The exact number of Black people killed by lynchings in the United States is difficult to know. Historians acknowledge that these deaths are vastly undercounted but the Equal Justice Initiative estimates 4,084 racial terror lynchings took in twelve southern states between 1877 to 1950, and another 300 outside of them.
While the United States tries to behave as if lynchings are a thing of the past, the very public, and often brutal, murders of Black people continue today. Some may call them "modern day lynchings" and others will argue that lynchings are already modern; that there is nothing inherently "past" about them. Either way, the February murder of 25-year-old Ahmaud Arbery in Brunswick, Georgia aligns with lynching's violent legacy.
Former Glynn County Police Department officer Gregory McMichael and his son, Travis McMichael, allegedly stalked Arbery during his usual jog through a suburban neighborhood. The two say they believed he was connected to local break-ins (these claims were not substantiated). During a confrontation, Arbery was shot and killed. It took two months and a leaked video for the shooting to gain national attention.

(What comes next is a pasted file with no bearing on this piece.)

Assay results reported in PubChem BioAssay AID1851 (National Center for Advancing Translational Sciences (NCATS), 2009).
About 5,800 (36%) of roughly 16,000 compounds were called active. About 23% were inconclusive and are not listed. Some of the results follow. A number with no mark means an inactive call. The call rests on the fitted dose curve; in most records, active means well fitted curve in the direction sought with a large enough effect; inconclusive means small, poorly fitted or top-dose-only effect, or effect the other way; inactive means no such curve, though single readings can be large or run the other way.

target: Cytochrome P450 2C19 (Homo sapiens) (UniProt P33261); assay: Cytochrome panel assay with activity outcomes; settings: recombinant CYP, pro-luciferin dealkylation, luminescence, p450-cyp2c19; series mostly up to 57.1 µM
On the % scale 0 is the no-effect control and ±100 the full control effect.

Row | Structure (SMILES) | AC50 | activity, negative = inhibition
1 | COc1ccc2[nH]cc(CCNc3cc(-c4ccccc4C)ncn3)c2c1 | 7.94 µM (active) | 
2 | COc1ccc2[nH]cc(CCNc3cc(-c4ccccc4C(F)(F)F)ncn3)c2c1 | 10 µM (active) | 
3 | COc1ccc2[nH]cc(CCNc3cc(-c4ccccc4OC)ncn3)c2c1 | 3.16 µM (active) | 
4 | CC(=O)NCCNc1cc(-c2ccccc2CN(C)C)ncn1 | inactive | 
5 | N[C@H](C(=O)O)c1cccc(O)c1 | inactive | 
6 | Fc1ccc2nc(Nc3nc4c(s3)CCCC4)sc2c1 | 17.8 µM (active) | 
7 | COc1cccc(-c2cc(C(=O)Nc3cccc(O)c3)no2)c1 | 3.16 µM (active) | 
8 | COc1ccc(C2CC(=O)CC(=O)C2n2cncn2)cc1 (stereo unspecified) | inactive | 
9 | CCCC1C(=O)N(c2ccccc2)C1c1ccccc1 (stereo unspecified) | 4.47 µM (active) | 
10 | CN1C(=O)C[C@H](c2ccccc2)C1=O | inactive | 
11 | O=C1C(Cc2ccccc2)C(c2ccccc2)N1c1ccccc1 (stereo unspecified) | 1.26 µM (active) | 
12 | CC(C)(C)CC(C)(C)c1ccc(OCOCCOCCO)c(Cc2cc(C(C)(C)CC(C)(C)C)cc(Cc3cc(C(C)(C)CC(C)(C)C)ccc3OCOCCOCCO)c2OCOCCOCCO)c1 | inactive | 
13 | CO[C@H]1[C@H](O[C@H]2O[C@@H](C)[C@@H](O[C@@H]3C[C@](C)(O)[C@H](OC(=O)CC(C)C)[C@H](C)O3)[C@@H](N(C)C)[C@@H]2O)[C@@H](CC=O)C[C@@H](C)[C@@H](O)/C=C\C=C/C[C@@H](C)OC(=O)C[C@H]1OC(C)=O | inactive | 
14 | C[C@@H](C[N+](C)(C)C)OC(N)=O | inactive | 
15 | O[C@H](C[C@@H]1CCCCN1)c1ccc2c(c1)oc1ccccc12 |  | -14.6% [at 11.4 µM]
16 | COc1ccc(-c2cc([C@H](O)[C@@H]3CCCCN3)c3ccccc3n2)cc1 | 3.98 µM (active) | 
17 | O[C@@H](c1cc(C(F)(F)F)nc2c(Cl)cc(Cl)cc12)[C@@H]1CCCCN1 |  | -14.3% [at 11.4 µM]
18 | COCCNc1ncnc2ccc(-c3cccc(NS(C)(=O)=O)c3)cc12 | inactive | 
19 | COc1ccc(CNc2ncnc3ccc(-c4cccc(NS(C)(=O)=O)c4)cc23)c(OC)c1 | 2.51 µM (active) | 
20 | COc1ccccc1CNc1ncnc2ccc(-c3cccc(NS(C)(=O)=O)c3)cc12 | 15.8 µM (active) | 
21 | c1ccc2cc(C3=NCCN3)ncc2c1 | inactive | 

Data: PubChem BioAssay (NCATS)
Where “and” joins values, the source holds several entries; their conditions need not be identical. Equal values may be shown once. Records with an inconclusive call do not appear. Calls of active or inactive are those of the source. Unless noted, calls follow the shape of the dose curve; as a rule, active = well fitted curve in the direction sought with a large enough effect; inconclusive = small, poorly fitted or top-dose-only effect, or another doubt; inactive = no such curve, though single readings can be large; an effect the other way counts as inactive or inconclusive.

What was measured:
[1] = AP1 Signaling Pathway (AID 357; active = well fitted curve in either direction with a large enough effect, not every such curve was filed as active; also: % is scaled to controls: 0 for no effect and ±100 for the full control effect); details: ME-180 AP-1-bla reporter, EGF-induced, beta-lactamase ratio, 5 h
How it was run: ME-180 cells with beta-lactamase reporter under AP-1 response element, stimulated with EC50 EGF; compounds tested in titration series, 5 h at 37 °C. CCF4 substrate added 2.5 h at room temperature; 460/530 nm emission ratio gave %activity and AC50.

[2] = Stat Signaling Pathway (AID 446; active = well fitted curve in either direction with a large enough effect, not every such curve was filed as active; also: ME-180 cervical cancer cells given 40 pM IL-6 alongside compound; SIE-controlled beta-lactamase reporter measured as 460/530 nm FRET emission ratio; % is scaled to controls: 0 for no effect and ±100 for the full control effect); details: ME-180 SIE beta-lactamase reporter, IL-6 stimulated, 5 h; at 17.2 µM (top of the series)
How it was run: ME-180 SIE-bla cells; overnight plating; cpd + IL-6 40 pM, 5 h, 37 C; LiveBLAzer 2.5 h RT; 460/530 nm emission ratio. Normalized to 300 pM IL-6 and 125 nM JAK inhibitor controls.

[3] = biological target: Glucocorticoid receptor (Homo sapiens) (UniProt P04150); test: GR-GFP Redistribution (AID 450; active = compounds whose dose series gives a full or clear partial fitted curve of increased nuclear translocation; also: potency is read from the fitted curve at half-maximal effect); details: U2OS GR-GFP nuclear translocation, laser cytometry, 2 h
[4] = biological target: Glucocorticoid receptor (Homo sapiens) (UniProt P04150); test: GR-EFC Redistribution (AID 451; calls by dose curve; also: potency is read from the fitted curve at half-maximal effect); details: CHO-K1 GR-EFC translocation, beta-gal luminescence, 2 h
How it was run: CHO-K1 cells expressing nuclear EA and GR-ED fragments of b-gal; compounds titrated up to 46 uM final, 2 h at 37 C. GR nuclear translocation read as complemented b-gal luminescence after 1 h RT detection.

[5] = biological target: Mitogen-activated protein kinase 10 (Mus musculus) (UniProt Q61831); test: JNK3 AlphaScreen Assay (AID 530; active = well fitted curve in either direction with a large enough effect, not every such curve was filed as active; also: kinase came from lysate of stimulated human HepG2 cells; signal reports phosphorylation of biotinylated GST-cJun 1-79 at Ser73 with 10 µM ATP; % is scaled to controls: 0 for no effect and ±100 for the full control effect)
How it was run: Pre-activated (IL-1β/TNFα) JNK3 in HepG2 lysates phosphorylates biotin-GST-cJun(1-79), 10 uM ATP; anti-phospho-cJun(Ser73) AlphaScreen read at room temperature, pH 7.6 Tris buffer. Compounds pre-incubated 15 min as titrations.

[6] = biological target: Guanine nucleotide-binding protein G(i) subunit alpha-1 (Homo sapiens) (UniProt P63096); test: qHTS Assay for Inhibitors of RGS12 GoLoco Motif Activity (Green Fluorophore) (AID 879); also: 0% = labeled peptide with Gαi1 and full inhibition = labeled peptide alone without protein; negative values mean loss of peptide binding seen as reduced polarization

Since the video leaked, people have gone online to share their feelings about the case. Hashtags like #IRunWithMaud, where people shared their 2.23 mile runs on what would've been his 26 birthday, exploded in popularity. But across North America, the horrifying details of Arbery's murder resonate because they aren't unique.
Black people are no strangers to the behavior exhibited by the McMichaels or being in areas where they may "look" suspicious. Many Black people have to navigate seemingly innocuous hobbies or activities with a deep awareness that they may feel threatening to someone for no reason other than their skin color. To speak to this reality, five Black joggers shared how Arbery's death has impacted them, as well as how running has always been different and more dangerous for them.